The Burning Sand Vol 3 was commissioned by Glasgow International 2014, with support from Outset Scotland.

ISSN 2052-5699

The Burning Sand Vol I, II and III were designed by Sophie Dyer and Maeve Redmond.

The Burning Sand Vol IV, V and VI have been funded by a Creative Scotland Open Project Funding award made to Sarah Lowndes and will be designed by Jessica Susan Higgins and Matthew Walkerdine of Good Press, Glasgow.  Volume IV will be launched in September 2015.




See Stockists page for more details.

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Subject in Process symposium (2009)

Centre for Contemporary Art, Glasgow, 5th September 2009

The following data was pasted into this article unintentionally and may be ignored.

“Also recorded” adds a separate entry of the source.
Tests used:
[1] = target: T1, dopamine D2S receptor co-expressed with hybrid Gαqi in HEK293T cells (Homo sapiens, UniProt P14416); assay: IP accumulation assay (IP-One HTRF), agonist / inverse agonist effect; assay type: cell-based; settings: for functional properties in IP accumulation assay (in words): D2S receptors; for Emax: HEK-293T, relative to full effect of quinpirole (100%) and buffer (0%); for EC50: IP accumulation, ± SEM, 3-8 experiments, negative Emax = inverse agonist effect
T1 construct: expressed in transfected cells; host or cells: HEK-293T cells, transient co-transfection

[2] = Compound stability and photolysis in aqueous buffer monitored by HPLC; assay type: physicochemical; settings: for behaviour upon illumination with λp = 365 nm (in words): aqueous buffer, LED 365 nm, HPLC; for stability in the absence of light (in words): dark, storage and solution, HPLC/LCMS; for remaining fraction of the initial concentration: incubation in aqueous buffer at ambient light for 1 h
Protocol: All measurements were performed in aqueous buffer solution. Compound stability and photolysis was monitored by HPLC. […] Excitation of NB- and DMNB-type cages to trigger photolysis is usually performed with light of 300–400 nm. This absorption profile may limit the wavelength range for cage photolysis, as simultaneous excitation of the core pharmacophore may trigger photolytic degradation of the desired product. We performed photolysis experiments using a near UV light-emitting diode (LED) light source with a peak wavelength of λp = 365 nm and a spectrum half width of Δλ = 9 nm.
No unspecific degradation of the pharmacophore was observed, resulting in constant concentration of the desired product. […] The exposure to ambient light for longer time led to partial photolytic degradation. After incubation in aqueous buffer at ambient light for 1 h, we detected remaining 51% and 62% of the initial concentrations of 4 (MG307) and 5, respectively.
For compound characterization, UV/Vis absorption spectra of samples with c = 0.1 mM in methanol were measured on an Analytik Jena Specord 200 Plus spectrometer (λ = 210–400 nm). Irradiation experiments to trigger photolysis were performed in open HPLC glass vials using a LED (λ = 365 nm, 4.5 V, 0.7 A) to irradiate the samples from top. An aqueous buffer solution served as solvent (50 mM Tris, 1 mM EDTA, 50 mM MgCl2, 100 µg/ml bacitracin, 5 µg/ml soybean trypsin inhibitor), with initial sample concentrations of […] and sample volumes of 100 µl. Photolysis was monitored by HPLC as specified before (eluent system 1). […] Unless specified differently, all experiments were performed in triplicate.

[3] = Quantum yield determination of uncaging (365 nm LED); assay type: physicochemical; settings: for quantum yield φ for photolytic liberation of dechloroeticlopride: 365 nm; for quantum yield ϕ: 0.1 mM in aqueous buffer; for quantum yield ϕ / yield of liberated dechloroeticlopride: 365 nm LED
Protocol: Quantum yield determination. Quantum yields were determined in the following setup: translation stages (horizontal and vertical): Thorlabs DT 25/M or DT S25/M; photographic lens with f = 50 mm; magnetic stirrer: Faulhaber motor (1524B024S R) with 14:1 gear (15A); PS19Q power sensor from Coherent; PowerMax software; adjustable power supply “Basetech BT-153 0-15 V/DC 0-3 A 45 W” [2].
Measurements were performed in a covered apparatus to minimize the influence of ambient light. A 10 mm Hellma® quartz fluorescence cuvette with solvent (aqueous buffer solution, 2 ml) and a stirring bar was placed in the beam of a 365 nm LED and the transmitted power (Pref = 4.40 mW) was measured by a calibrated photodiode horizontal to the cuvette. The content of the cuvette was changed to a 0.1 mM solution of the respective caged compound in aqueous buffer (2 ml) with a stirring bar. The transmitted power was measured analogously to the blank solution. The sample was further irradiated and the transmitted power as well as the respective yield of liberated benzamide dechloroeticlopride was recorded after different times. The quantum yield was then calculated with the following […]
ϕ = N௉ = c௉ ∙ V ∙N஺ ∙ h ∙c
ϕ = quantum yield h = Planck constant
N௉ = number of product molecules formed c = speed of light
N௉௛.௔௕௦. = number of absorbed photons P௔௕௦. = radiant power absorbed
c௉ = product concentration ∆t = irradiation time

Co-organised by Kathryn Elkin, Louise Shelley and Sarah Lowndes

A symposium into the obligation of artists to connect with events in the real world with speakers Sam Ainsley (Glasgow School of Art), Dr Fiona Bradley (The Fruitmarket Gallery), Kathryn Elkin (writer, curator of Moots Points and Critical Applause), Dr Adele Patrick (Women’s Library) and chaired by Dr Sarah Lowndes (Glasgow School of Art). With screenings of films including the documentary Town Bloody Hall (1971) artist’s films by Cathy Wilkes and Emma Hedditch and a live set by Muscles of Joy.

Norman Mailer and Germaine Greer, still from Town Bloody Hall (1971)
Norman Mailer and Germaine Greer, still from Town Bloody Hall (1971)

Transcript of Adele Patrick’s paper, “Making space for women: a review of the work of Women in Profile and Glasgow Women’s Library, 1988-2009”